Testimony before the Montana Senate Committee on Business, Labor, and Economic Affairs
- Darcy N. Bryan, MD
Senior Affiliated Scholar
Chair Fitzpatrick, Vice Chairs Boland and Vance, and members of the committee:
My name is Darcy Bryan, and I am a senior affiliated scholar with the Mercatus Center at George Mason University and a practicing obstetrician gynecologist surgeon. My research encompasses the positive impact that innovative healthcare models and technology can have on healthcare access, quality, and affordability. Thank you for the opportunity to testify regarding SB 101 and its support of the opportunities for healthcare delivery through direct primary care (DPC). Today, I offer three takeaways:
- The fee-for-service model makes it difficult for both patients and physicians to understand the costs of healthcare services and results in overuse, which increases healthcare costs. DPC is a practice and payment model where patients pay their physician or practice directly in the form of periodic payments for a defined set of primary care services that aim to address the majority of reasons for which a patient would see their doctor.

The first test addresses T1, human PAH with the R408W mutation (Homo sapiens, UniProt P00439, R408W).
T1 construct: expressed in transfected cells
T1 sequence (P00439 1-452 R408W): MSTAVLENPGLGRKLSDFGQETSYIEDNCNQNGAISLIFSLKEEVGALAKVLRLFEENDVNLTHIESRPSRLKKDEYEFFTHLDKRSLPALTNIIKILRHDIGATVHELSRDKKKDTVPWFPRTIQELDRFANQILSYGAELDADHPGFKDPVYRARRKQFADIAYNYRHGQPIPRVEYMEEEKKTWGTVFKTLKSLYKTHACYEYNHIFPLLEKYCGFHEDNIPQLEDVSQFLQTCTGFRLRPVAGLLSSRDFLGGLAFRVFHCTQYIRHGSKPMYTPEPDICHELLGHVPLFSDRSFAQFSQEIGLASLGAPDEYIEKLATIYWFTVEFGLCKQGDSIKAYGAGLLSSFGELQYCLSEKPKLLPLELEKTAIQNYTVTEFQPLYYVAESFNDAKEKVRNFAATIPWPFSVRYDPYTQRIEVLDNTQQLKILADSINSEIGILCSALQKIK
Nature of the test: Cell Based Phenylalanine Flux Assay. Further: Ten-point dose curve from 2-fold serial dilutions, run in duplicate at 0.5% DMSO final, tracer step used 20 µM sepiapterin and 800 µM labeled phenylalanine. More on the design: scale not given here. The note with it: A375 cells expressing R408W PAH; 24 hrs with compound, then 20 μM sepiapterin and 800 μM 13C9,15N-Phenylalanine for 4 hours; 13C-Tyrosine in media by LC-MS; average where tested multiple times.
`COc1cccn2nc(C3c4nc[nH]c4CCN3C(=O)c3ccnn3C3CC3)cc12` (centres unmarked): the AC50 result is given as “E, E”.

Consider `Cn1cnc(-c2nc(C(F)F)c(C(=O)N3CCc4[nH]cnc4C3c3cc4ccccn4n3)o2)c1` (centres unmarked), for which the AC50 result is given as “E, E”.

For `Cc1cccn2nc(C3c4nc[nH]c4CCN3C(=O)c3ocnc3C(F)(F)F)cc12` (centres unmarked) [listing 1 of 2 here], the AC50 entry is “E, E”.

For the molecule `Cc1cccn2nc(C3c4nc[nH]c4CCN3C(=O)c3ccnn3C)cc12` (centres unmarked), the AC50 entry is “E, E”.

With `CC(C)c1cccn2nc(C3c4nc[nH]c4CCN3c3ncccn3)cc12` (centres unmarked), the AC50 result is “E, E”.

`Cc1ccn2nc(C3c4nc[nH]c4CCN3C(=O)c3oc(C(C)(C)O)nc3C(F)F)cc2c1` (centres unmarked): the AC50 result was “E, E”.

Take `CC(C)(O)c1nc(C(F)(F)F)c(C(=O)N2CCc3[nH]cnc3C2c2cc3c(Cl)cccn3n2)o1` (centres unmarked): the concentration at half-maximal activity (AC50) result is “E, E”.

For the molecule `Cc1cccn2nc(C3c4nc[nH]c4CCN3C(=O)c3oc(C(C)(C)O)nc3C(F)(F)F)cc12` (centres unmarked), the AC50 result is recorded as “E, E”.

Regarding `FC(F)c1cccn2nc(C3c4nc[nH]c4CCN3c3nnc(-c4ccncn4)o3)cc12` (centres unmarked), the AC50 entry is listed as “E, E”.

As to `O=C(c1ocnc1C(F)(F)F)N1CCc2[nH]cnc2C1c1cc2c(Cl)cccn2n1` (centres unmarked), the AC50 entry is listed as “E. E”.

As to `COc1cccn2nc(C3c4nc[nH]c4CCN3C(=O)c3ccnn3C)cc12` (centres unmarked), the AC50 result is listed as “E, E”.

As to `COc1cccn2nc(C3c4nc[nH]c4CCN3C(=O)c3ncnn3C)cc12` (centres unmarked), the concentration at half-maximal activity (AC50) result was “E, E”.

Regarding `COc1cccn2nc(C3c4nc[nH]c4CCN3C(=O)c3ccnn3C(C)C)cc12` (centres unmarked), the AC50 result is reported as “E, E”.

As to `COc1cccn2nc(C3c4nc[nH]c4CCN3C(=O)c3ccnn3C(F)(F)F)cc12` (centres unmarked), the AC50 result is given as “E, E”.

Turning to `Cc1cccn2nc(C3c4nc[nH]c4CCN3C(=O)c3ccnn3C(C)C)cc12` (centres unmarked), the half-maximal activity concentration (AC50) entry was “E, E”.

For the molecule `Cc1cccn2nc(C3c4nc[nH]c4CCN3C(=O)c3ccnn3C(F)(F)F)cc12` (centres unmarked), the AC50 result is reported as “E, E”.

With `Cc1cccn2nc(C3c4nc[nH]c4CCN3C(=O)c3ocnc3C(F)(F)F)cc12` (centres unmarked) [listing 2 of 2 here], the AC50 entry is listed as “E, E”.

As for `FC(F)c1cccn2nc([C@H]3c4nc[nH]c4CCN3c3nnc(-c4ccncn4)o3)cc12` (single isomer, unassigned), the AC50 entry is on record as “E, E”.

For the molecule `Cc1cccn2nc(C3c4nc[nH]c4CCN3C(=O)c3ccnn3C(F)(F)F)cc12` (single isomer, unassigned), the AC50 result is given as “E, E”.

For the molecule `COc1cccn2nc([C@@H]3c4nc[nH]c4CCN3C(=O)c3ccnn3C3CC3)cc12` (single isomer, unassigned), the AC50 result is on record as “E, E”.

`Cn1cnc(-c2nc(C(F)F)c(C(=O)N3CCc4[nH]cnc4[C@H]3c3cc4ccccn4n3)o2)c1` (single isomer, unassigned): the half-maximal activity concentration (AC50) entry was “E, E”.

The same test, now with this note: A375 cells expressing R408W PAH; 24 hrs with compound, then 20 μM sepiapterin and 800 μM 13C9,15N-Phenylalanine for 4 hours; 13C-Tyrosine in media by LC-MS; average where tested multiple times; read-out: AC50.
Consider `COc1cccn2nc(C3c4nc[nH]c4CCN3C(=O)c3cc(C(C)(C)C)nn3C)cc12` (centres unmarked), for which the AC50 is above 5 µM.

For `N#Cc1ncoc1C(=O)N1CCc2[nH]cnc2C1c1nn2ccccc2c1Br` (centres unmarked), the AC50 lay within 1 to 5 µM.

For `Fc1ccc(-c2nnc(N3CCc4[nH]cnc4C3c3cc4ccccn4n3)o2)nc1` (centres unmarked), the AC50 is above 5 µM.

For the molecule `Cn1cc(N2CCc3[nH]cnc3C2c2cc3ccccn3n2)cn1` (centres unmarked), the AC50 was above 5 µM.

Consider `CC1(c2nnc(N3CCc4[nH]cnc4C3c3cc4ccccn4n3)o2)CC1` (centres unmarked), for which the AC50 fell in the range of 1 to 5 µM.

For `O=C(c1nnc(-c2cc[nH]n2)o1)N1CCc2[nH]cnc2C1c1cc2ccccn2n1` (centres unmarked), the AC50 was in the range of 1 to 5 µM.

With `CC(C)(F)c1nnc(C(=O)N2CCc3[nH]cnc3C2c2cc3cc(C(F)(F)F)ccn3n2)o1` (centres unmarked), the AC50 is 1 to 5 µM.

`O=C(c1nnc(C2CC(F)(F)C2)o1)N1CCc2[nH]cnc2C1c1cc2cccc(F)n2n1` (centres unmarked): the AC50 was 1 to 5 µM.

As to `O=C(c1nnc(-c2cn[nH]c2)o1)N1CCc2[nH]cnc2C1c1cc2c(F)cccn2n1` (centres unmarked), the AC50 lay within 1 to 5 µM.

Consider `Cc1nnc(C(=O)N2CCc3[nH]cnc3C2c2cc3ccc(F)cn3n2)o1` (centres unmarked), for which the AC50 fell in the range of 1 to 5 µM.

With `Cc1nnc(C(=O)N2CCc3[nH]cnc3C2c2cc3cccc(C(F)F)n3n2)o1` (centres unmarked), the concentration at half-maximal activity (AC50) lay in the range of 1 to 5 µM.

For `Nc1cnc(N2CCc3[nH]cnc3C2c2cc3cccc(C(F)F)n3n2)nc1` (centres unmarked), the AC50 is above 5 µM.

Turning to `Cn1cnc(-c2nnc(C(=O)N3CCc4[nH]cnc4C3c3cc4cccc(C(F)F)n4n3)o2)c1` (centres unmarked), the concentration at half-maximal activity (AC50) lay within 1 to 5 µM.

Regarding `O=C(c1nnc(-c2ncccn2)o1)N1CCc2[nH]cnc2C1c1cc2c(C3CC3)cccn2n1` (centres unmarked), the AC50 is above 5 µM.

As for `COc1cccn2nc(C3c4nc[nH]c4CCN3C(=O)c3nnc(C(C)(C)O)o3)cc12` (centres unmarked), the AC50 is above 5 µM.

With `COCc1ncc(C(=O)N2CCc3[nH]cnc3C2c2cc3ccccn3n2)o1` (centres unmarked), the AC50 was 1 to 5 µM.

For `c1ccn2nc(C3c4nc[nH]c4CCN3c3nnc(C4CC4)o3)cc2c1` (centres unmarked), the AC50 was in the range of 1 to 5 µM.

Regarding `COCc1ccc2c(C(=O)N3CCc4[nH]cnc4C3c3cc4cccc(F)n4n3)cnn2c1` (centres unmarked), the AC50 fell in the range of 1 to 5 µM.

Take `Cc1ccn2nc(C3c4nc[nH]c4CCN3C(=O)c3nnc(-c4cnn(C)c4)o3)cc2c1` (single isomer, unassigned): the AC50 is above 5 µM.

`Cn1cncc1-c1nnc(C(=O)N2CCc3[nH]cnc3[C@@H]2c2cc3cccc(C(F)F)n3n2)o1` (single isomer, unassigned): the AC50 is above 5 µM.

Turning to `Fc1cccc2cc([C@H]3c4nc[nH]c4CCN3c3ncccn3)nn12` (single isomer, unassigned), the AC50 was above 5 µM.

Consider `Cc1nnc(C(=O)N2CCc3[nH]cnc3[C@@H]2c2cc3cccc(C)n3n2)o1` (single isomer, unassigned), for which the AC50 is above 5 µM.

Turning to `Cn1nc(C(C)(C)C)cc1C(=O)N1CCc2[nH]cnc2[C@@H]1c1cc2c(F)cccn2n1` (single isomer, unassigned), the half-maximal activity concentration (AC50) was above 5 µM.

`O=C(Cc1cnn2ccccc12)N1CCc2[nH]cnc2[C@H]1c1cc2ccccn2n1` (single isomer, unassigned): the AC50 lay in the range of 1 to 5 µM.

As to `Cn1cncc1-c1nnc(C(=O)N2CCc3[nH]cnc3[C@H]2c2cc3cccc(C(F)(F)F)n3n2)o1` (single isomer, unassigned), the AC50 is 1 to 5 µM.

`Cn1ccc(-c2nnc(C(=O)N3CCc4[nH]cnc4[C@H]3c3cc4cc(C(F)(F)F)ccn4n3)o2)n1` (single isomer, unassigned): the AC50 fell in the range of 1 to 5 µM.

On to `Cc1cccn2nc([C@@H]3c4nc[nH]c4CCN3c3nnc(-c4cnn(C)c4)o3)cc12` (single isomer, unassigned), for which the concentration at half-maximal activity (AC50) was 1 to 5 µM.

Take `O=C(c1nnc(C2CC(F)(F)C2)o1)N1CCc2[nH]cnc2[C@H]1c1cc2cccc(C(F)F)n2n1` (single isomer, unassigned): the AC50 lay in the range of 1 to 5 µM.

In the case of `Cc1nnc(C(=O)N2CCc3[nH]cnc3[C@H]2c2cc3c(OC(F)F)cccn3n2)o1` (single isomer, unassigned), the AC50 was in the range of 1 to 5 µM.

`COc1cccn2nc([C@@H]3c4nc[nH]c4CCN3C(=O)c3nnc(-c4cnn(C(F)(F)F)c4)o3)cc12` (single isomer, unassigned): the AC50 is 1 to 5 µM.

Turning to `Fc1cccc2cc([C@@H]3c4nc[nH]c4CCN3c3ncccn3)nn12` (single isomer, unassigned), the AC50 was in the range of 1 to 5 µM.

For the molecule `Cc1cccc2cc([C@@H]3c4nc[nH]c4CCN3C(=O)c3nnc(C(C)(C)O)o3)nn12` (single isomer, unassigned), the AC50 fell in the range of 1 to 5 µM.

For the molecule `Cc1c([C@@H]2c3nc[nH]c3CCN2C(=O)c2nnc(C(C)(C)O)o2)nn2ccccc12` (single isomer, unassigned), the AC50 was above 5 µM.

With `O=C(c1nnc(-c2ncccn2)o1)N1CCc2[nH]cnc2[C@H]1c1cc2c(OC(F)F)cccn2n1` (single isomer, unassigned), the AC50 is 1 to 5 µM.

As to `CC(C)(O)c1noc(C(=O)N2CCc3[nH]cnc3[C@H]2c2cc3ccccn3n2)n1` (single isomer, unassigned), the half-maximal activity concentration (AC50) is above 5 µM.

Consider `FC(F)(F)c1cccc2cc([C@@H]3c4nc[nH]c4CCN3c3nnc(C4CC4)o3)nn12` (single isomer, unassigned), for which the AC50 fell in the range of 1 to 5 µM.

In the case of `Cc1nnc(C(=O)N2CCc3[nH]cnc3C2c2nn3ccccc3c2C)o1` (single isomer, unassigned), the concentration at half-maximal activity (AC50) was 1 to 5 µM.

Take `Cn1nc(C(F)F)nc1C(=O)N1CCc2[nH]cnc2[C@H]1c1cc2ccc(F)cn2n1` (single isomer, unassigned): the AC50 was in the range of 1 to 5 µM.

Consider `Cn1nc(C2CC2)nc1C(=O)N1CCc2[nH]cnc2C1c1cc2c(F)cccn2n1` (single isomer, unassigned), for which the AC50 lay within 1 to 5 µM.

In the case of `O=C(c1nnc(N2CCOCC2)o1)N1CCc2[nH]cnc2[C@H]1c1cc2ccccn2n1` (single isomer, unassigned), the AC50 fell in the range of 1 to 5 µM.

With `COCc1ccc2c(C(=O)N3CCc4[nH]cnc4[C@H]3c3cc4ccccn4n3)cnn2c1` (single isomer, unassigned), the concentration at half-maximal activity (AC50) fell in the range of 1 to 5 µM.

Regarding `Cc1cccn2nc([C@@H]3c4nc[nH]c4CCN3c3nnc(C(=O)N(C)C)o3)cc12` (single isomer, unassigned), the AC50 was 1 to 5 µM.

- The high administrative costs and lost clinical productivity imposed on physicians by the fee-for-service model have contributed to physician burnout and reduced the availability of primary care providers.
- The DPC model offers an alternative that reduces healthcare costs while increasing the time that physicians spend with patients. DPC practices can reduce administrative financial overhead by approximately 40 percent. SB 101 is an exciting innovation in that it expands the DPC model beyond primary care.
Categories: Business & Policy